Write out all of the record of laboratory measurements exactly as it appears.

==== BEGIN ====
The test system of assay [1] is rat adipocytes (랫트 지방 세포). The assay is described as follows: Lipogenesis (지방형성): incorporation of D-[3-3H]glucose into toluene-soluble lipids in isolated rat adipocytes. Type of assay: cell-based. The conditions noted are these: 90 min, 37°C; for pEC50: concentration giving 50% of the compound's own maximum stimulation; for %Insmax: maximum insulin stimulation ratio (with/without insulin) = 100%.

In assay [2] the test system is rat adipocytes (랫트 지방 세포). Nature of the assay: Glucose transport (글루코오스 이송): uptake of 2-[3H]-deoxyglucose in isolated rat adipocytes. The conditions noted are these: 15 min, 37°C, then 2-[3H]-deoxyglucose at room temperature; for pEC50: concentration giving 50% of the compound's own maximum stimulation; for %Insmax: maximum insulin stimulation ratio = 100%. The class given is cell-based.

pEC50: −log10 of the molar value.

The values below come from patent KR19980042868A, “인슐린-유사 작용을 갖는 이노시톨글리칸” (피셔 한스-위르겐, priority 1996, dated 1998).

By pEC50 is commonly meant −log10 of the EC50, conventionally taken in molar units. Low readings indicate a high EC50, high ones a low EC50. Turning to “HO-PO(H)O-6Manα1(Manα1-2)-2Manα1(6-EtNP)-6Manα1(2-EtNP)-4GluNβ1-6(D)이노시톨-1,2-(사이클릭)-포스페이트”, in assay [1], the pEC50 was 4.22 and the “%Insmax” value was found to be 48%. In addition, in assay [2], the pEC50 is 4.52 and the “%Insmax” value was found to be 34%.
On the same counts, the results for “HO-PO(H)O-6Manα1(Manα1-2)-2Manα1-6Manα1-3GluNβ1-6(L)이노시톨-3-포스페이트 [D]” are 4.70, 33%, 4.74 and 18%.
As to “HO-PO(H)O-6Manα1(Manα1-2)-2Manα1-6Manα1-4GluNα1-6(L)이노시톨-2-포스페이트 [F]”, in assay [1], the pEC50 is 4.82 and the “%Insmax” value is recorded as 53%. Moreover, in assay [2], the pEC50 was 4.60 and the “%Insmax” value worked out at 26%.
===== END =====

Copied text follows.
The test system of assay [1] is rat adipocytes (랫트 지방 세포). The assay is described as follows: Lipogenesis (지방형성): incorporation of D-[3-3H]glucose into toluene-soluble lipids in isolated rat adipocytes. Type of assay: cell-based. The conditions noted are these: 90 min, 37°C; for pEC50: concentration giving 50% of the compound's own maximum stimulation; for %Insmax: maximum insulin stimulation ratio (with/without insulin) = 100%.

In assay [2] the test system is rat adipocytes (랫트 지방 세포). Nature of the assay: Glucose transport (글루코오스 이송): uptake of 2-[3H]-deoxyglucose in isolated rat adipocytes. The conditions noted are these: 15 min, 37°C, then 2-[3H]-deoxyglucose at room temperature; for pEC50: concentration giving 50% of the compound's own maximum stimulation; for %Insmax: maximum insulin stimulation ratio = 100%. The class given is cell-based.

pEC50: −log10 of the molar value.

The values below come from patent KR19980042868A, “인슐린-유사 작용을 갖는 이노시톨글리칸” (피셔 한스-위르겐, priority 1996, dated 1998).

By pEC50 is commonly meant −log10 of the EC50, conventionally taken in molar units. Low readings indicate a high EC50, high ones a low EC50. Turning to “HO-PO(H)O-6Manα1(Manα1-2)-2Manα1(6-EtNP)-6Manα1(2-EtNP)-4GluNβ1-6(D)이노시톨-1,2-(사이클릭)-포스페이트”, in assay [1], the pEC50 was 4.22 and the “%Insmax” value was found to be 48%. In addition, in assay [2], the pEC50 is 4.52 and the “%Insmax” value was found to be 34%.
On the same counts, the results for “HO-PO(H)O-6Manα1(Manα1-2)-2Manα1-6Manα1-3GluNβ1-6(L)이노시톨-3-포스페이트 [D]” are 4.70, 33%, 4.74 and 18%.
As to “HO-PO(H)O-6Manα1(Manα1-2)-2Manα1-6Manα1-4GluNα1-6(L)이노시톨-2-포스페이트 [F]”, in assay [1], the pEC50 is 4.82 and the “%Insmax” value is recorded as 53%. Moreover, in assay [2], the pEC50 was 4.60 and the “%Insmax” value worked out at 26%.